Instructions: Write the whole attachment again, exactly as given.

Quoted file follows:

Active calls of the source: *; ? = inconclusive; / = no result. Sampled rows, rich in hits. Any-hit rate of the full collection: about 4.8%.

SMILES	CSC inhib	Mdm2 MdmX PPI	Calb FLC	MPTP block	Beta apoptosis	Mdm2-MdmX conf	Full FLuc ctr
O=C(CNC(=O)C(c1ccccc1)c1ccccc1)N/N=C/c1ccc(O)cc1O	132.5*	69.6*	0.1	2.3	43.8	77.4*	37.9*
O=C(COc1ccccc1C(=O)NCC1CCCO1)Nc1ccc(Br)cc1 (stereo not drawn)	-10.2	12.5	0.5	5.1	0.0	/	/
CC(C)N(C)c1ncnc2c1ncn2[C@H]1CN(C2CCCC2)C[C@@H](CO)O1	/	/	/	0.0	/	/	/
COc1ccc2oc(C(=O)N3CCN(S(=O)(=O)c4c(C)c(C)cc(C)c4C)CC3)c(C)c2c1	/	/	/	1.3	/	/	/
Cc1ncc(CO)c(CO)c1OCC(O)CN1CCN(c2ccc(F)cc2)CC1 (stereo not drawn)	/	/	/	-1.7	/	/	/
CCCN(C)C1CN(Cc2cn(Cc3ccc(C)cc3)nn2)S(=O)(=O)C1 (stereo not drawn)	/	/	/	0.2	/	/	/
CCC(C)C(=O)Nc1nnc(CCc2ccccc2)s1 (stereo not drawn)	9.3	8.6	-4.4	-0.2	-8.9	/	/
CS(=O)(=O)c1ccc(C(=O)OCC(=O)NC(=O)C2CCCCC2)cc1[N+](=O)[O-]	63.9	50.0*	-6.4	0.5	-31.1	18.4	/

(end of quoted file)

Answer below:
Active calls of the source: *; ? = inconclusive; / = no result. Sampled rows, rich in hits. Any-hit rate of the full collection: about 4.8%.

SMILES	CSC inhib	Mdm2 MdmX PPI	Calb FLC	MPTP block	Beta apoptosis	Mdm2-MdmX conf	Full FLuc ctr
O=C(CNC(=O)C(c1ccccc1)c1ccccc1)N/N=C/c1ccc(O)cc1O	132.5*	69.6*	0.1	2.3	43.8	77.4*	37.9*
O=C(COc1ccccc1C(=O)NCC1CCCO1)Nc1ccc(Br)cc1 (stereo not drawn)	-10.2	12.5	0.5	5.1	0.0	/	/
CC(C)N(C)c1ncnc2c1ncn2[C@H]1CN(C2CCCC2)C[C@@H](CO)O1	/	/	/	0.0	/	/	/
COc1ccc2oc(C(=O)N3CCN(S(=O)(=O)c4c(C)c(C)cc(C)c4C)CC3)c(C)c2c1	/	/	/	1.3	/	/	/
Cc1ncc(CO)c(CO)c1OCC(O)CN1CCN(c2ccc(F)cc2)CC1 (stereo not drawn)	/	/	/	-1.7	/	/	/
CCCN(C)C1CN(Cc2cn(Cc3ccc(C)cc3)nn2)S(=O)(=O)C1 (stereo not drawn)	/	/	/	0.2	/	/	/
CCC(C)C(=O)Nc1nnc(CCc2ccccc2)s1 (stereo not drawn)	9.3	8.6	-4.4	-0.2	-8.9	/	/
CS(=O)(=O)c1ccc(C(=O)OCC(=O)NC(=O)C2CCCCC2)cc1[N+](=O)[O-]	63.9	50.0*	-6.4	0.5	-31.1	18.4	/